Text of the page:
Austrian Expressionist painter, Anton Faistauer, was born in 1887. He began studying art in 1904 and then continued his education at the Academy of Fine Arts in Vienna. In 1909, he left the Academy with a group of artists, including Egon Schiele, to found the Neukunstgruppe group. Their intentions was to protest the Academy’s conservative attitudes. During the WWI, he was stationed at the Heeresgeschichtliches Museum with Schiele to help organize war art exhibitions.
He exhibited his work regularly after the war and was beginning to receive notoriety. Travelling through Italy, Faistauer was introduced to artists such as Titian, Tintoretto, and El Greco and soon discovered the French masters, such as Cezanne. All these artists influenced Anton Faistauer’s use of color in his work. In 1919, Faistauer founded another artist group of Progressive Artist’s Association in Salzburg called “Der Wassermann”. In 1925, he received a major commission to paint frescoes at the new Kleines Festspielhaus in Salzburg. More commissions would follow.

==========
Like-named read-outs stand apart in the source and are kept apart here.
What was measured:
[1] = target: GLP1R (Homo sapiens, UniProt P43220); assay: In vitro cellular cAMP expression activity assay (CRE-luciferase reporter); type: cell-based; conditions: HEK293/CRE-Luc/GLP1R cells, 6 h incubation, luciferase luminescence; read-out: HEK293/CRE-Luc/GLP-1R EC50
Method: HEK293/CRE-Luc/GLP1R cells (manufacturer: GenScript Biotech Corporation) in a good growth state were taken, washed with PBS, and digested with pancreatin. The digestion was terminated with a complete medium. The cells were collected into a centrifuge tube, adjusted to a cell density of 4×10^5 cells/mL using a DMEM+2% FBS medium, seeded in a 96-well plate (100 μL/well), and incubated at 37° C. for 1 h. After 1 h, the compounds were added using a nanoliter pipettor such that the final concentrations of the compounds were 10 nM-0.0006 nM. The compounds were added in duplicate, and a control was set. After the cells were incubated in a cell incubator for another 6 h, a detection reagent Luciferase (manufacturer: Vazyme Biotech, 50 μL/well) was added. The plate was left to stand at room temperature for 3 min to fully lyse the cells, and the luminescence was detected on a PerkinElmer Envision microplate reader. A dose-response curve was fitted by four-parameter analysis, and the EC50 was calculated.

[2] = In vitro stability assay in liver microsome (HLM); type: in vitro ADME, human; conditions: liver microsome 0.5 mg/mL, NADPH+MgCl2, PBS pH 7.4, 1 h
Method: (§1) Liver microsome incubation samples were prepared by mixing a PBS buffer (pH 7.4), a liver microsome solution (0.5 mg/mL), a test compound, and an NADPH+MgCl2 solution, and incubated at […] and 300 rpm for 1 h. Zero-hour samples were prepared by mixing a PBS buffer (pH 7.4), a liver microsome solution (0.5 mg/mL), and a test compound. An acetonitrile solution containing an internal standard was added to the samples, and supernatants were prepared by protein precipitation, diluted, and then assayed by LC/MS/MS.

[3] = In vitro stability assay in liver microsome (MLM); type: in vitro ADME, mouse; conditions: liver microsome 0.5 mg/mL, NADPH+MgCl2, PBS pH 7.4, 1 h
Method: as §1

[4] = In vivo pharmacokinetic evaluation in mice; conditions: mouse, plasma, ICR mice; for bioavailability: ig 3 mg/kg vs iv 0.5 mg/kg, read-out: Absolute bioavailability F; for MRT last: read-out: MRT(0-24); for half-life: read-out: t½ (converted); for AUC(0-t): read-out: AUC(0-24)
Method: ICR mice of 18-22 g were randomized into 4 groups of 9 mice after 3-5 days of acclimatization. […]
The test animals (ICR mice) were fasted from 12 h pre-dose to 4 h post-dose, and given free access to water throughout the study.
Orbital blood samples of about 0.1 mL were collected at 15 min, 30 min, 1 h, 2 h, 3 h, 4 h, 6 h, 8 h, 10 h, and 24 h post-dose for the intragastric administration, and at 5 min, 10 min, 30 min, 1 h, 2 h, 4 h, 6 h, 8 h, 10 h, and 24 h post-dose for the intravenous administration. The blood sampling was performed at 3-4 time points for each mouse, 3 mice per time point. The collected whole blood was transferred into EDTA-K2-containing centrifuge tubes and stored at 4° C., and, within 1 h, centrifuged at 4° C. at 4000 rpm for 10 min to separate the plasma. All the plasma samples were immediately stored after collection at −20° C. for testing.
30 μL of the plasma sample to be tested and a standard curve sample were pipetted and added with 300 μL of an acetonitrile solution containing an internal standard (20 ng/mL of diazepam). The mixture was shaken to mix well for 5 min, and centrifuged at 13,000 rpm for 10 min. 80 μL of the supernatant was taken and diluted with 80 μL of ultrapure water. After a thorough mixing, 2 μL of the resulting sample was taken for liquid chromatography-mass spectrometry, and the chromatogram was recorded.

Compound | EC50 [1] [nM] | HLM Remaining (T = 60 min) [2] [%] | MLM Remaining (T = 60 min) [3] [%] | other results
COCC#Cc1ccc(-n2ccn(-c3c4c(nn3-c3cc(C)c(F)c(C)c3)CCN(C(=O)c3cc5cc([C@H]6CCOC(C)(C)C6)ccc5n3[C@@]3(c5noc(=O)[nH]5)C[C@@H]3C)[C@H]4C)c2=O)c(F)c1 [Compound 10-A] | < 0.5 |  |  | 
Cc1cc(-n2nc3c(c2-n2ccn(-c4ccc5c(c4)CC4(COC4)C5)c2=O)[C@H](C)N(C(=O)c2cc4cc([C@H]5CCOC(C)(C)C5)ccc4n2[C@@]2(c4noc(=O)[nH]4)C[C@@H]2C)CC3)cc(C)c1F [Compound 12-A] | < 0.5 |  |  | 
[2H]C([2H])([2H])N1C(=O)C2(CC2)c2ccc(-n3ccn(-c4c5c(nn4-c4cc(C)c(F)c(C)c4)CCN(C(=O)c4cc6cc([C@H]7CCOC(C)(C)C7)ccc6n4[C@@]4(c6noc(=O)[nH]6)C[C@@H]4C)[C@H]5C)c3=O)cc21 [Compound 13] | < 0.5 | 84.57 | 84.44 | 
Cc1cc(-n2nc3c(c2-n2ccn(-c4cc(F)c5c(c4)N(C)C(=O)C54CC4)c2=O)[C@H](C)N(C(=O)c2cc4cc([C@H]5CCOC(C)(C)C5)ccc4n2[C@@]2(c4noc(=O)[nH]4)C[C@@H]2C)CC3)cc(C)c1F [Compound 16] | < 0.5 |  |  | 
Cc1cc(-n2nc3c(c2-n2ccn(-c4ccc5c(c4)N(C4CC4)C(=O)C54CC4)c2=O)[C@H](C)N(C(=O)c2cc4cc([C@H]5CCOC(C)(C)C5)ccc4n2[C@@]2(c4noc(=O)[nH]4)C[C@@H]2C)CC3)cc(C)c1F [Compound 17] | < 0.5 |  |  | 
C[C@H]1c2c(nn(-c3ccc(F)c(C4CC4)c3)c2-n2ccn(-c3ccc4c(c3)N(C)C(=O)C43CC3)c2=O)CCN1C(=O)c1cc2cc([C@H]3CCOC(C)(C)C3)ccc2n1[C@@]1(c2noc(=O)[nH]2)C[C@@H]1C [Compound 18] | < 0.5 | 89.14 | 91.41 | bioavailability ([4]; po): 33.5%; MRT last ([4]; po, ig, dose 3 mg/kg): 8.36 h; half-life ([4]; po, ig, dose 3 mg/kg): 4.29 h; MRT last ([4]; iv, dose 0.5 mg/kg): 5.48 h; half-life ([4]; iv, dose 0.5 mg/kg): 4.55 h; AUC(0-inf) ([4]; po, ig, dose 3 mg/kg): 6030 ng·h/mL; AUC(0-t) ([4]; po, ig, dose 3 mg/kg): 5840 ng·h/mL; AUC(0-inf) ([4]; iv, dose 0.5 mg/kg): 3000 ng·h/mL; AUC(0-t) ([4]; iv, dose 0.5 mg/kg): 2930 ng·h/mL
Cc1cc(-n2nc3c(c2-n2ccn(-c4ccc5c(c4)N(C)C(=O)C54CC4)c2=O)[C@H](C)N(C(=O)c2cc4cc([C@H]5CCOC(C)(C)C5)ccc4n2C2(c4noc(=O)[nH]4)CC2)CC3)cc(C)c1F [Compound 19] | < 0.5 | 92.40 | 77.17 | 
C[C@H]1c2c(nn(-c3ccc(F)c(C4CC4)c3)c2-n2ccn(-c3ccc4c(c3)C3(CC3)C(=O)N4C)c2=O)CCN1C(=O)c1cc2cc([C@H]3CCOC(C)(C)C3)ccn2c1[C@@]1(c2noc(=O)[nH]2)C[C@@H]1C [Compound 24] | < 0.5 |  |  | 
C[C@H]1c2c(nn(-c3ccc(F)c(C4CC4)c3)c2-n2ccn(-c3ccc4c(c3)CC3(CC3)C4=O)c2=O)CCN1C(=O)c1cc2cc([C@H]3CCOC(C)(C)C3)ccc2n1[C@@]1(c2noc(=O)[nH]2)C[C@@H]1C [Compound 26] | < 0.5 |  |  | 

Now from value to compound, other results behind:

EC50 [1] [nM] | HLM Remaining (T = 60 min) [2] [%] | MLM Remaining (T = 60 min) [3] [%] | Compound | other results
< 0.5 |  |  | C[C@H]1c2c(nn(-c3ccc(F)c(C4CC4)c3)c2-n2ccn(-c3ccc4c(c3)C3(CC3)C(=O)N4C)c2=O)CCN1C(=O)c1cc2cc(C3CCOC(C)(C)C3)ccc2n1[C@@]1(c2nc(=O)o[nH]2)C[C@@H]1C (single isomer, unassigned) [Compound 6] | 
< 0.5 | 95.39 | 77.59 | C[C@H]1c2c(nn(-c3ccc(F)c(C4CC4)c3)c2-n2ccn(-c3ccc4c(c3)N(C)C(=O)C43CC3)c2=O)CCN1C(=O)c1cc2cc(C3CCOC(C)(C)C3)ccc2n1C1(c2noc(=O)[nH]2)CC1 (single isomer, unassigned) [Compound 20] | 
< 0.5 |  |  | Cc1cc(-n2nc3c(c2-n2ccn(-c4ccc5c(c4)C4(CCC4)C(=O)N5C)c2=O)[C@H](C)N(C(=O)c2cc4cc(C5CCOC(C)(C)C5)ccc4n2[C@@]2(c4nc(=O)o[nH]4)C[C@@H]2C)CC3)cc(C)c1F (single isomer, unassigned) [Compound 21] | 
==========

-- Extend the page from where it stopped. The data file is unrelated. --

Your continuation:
In 1930, he died of a stomach hemorrhage. A street in Salzburg is named after him and a prestigious art prize bearing his name has been awarded to artists in 1972. Anton Faistauer is considered to be one of the most important pioneers of Modern painting in Austria.